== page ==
Depth of Field refers to a particular effect in photography that deals with the “acceptable sharpness” of a subject within a particular scene. In a standard shot the depth of field is large, making everything in the picture acceptably sharp. When a shallow depth of field is utilized, the subject may stand out more compared to a normal shot.
For example; The image on the right displays a large depth of field. The entire keyboard is sharp. There is no particular emphasis placed on any one location. In the shot on the left of the same keyboard, a shallow depth of field is used to create emphasis on a single spot in the frame.
Creating an effective depth of field effect is fairly simple on most cameras. The aperture plays an important role in creating the effect, depending on its diameter you can achieve harsher or softer effects. The larger the diameter of the aperture, the larger the depth of field, resulting in a normal shot where everything becomes acceptably sharp. Moving the aperture size in the opposite direction will allow the photographer to focus on a single part of the frame. The smaller the aperture becomes, the larger the effect becomes…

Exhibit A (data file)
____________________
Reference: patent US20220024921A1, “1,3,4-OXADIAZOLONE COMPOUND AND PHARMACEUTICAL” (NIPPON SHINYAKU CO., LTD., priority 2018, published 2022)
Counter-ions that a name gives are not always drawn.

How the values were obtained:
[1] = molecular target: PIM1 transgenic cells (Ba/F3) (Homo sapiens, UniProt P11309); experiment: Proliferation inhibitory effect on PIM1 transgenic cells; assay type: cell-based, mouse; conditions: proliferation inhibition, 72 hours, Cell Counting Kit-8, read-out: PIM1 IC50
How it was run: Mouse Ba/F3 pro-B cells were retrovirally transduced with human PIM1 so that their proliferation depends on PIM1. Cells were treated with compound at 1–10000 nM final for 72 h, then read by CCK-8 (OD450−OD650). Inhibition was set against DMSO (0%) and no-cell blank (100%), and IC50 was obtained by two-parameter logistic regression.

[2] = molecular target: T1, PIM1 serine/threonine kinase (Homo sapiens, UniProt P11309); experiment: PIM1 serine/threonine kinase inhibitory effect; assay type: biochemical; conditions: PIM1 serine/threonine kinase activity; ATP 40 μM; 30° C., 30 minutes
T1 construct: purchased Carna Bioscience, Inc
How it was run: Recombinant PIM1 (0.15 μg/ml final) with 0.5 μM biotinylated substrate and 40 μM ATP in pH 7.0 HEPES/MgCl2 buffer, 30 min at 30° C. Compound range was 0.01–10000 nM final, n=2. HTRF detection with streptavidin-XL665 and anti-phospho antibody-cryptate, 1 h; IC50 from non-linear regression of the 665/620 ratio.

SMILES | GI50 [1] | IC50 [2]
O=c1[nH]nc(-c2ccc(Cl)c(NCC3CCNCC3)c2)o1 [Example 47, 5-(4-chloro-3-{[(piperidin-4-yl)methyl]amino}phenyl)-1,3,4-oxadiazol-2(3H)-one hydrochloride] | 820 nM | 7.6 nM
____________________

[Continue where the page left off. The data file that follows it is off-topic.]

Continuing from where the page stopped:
There are drawbacks in certain situations for taking depth of field shots. The first is that with every decrease in aperture size, you allow less light to reach the film/sensor. This means you must decrease the shutter speed to compensate and to get the correct exposure.
Unless you have a tripod handy, you may succumb to camera shake. Additionally, depending on the camera, you may end up with an underexposed shot as you may not be able to compensate enough to get the desired effect. Without enough compensation for light to pass to the sensor, you will end up with a shot that is far too dark.
Focus stacking is the process of taking multiple shots of the same subject using different aperture and shutter speed settings. These photos are then layered atop one another. This can help counteract situations where you can’t get the effect you had in mind quite right.